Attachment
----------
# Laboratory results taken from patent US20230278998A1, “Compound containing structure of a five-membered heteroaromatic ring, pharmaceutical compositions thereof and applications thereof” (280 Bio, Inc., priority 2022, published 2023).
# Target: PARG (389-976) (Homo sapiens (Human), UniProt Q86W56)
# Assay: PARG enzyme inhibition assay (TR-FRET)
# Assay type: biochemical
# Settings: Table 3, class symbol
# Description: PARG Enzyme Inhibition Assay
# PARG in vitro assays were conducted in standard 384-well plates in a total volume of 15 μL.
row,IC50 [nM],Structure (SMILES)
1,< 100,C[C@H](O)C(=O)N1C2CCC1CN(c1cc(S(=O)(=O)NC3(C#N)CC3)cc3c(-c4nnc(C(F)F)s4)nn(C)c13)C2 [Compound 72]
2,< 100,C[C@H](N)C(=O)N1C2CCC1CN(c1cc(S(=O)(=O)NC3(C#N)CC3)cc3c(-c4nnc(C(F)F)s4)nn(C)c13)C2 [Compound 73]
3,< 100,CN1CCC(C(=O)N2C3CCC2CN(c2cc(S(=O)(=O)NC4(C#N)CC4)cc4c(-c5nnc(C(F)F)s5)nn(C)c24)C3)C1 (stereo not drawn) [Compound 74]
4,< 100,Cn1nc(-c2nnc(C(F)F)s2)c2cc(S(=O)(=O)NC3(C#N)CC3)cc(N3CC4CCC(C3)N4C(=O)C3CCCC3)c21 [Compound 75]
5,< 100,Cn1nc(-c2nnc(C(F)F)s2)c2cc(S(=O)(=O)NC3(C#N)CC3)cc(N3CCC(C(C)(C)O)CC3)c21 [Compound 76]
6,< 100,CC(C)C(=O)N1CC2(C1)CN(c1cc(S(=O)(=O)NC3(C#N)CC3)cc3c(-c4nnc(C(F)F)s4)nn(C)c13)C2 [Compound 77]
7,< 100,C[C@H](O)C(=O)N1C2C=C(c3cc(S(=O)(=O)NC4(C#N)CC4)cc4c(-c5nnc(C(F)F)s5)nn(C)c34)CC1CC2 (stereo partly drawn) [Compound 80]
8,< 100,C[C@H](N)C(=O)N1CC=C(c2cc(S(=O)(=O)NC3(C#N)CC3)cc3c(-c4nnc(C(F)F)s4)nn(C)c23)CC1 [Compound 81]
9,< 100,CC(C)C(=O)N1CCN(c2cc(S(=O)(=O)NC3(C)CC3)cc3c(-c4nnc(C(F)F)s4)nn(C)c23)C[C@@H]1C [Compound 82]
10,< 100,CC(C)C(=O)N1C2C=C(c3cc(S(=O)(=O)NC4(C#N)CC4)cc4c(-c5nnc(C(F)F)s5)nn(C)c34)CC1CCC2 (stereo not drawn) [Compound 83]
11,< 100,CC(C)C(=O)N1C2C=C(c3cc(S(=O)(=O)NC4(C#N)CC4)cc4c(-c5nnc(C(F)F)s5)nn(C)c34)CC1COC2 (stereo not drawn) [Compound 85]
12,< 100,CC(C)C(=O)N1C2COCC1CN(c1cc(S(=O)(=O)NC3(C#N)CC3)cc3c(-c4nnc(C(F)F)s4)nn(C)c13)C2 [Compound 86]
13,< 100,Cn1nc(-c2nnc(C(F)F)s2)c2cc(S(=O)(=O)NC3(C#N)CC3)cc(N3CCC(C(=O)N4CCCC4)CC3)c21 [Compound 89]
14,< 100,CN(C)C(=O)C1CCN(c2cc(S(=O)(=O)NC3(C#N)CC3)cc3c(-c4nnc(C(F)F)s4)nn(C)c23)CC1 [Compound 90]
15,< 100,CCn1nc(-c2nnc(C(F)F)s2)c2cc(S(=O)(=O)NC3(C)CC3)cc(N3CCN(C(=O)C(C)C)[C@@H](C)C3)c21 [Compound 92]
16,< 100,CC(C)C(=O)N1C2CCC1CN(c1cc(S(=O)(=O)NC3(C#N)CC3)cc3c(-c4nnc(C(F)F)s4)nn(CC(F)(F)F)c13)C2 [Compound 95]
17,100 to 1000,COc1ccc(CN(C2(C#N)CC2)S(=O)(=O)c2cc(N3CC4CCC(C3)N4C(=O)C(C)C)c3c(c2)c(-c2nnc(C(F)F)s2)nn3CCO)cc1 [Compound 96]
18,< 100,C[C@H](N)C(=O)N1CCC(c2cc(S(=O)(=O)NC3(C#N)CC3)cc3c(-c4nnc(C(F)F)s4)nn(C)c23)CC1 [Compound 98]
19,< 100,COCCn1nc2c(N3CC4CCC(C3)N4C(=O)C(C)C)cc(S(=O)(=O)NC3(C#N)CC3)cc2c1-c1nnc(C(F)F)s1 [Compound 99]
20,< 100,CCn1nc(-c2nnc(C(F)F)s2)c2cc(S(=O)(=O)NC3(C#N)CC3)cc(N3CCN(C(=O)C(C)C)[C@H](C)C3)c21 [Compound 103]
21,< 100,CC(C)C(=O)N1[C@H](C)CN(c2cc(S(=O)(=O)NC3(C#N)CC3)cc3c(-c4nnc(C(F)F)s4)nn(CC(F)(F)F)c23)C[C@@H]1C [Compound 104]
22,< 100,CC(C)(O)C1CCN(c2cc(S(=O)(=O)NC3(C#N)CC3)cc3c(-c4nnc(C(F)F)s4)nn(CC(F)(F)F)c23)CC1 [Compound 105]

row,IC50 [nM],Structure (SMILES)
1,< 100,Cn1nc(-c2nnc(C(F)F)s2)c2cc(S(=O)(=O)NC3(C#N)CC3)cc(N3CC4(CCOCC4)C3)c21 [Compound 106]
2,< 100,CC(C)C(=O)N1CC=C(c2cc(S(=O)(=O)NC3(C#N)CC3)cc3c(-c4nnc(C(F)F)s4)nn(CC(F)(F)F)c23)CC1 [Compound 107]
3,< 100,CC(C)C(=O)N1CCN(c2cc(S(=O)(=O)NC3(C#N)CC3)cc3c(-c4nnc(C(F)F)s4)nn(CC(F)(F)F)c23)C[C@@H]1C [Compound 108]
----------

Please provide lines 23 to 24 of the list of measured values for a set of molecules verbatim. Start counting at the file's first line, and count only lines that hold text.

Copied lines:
15,< 100,CCn1nc(-c2nnc(C(F)F)s2)c2cc(S(=O)(=O)NC3(C)CC3)cc(N3CCN(C(=O)C(C)C)[C@@H](C)C3)c21 [Compound 92]
16,< 100,CC(C)C(=O)N1C2CCC1CN(c1cc(S(=O)(=O)NC3(C#N)CC3)cc3c(-c4nnc(C(F)F)s4)nn(CC(F)(F)F)c13)C2 [Compound 95]